By Jefferson Chase

A hoodwinker's guide

Jefferson Chase looks at a decadent debut
Someone recently asked me what sort of books I liked, and I answered that I particularly enjoyed stuff with lots of sex, drugs, profanity and lines like “I need this to be platinum by tomorrow.”

I said that because I had just finished Clancy Martin’s marvelously decadent debut How To Sell, which is about sex, drugs, profanity and the high-end gem trade.

The hero of the story, Bobby Clark, leaves his home in Canada at age sixteen after his girlfriend dumps him. He ends up in Dallas-Fort Worth, where his older brother Jim sets him up with a job as a gofer in a discount top-end jewellery shop.

It isn’t long before Bobby moves up:

“Son. Let me see that watch, there, con. That big daddy. The gold one.”

I was Windexing the Rolex case…I had done the trash, the ashtrays, and the vacuuming but I was behind on the showcases because Jim had sold one hundred and eighty thousand over the weekend, so he slept in.


In this scene, Bobby pretends to be a salesman and his career is under way.

It doesn’t take him long, either, to master the tricks of the trade, which include selling bracelets and watches one does not yet actually possess and keeping the clients well-lubricated.

He makes some of his bigger sales to an egregiously wealthy yokel named Joe Link with help from a female colleague, nicknamed the Polack, with whom he’s also having an affair:

He had a Jack and Coke in his hand. He was a tanned old Texas rancher who had made a fortune, young, in the Gulf, by building and leasing enormous steel barges. He liked to stir around the ice cubes in his drink with his large brown index finger. Usually, he would have three or four while he was in the store, and I told the Polack to keep them coming and pour them strong.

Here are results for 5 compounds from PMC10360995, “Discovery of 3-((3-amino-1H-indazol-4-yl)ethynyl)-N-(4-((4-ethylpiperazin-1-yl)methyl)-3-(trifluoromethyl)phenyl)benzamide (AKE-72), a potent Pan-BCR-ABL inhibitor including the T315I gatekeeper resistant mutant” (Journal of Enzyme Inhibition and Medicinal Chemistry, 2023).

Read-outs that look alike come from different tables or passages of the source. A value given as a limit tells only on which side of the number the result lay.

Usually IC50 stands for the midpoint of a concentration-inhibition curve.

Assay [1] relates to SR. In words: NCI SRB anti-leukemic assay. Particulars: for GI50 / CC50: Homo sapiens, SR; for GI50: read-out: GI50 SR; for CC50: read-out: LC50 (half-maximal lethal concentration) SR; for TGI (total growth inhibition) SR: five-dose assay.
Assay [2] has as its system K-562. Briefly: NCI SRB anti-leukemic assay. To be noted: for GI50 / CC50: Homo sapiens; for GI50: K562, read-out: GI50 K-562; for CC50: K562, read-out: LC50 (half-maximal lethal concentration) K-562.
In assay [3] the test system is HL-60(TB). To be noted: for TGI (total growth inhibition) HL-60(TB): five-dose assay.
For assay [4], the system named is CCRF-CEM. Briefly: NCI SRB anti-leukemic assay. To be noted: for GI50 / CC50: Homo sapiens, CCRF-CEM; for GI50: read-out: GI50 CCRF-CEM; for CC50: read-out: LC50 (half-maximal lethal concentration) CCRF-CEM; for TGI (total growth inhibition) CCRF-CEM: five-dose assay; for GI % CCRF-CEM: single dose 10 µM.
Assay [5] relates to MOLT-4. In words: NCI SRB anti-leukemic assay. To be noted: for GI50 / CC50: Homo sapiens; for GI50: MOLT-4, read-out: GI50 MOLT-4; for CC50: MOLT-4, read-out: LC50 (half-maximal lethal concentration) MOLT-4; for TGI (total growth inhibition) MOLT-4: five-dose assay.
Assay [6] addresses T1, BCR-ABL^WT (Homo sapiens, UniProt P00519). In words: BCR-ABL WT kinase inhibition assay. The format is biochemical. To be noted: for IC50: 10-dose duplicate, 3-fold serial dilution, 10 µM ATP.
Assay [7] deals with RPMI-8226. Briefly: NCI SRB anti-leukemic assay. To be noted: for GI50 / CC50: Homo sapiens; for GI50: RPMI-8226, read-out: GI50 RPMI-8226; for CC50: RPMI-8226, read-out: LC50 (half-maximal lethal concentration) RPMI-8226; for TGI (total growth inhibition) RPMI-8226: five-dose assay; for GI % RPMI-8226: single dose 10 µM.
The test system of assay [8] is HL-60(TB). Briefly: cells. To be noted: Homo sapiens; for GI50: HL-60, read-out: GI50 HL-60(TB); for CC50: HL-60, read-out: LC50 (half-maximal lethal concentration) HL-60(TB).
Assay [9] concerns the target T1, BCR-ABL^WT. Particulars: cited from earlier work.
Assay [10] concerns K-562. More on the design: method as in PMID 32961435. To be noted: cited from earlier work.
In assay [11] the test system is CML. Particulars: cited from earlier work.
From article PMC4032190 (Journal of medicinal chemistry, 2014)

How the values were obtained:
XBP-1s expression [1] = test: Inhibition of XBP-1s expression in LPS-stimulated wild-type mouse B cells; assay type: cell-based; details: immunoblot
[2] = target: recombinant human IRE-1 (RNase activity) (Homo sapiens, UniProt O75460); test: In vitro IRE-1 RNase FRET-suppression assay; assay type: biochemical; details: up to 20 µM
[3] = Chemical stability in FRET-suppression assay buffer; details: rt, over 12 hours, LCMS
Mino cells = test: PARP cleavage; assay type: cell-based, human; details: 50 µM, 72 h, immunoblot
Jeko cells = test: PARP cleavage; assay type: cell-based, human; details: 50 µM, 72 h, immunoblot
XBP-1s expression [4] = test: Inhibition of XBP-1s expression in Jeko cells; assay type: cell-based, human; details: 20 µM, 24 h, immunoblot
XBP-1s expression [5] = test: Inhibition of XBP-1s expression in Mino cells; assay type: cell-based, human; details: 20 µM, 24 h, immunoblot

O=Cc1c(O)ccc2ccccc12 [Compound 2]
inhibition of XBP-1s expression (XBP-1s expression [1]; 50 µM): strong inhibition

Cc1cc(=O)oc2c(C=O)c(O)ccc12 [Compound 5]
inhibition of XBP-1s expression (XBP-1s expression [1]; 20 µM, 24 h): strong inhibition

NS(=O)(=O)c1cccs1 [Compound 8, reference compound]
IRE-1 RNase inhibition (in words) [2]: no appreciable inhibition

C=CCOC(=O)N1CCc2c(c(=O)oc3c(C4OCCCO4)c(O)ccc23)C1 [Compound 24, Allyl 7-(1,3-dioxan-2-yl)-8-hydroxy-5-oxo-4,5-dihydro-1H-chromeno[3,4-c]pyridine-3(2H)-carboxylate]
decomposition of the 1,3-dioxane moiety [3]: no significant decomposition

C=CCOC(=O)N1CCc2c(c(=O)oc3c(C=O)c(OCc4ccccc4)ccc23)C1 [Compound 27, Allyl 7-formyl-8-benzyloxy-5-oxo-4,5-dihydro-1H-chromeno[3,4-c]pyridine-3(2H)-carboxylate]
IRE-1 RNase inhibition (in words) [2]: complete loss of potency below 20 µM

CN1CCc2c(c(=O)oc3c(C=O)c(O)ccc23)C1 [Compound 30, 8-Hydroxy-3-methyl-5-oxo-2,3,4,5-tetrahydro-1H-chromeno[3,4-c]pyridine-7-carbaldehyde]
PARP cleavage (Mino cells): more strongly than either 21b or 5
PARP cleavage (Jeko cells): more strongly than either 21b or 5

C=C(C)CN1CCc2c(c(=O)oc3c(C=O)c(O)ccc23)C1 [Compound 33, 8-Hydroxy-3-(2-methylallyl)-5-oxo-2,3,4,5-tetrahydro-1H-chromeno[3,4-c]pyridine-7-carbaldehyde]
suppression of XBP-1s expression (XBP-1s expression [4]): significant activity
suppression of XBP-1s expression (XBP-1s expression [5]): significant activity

In the end, Joe Link walks out with a gold-and-emerald bracelet he thinks is made of platinum, believing it formerly belonged to an Argentinean countess.

Clancy Martin also used to work in the gem trade, and the novel is full of the sort of detail and jargon you only get from an author writing from experience.

But Martin is also now a professor of philosophy, which leads to a really good story in which Bobby placates an angry customer, who’s sick of waiting for a Rolex, by telling him the company’s customs agent has died in a tragic fire.

The best bit is the name Bobby chooses for the fictional agent:

I showed Jim where I had written it down on the page of the legal pad that would go into Myers’s file. “It’s German,” I said.

“Huh. That doesn’t help. How do you say that? I like that name. Let’s use that a lot. Poor ole Shoopenhauer.”

“Schopenhauer,” I said.

“Right, got it. Shoopenhauer. Burned up in the great Chicago fire of 1987.”


Clancy Martin’s How to Sell, is a raunchy, funny, thoughtful novel about the ways in which people hoodwink one another in pursuit of things – money, sex, diamonds – they think will make them happy.

I was sold from page one – and never suffered from buyer’s remorse.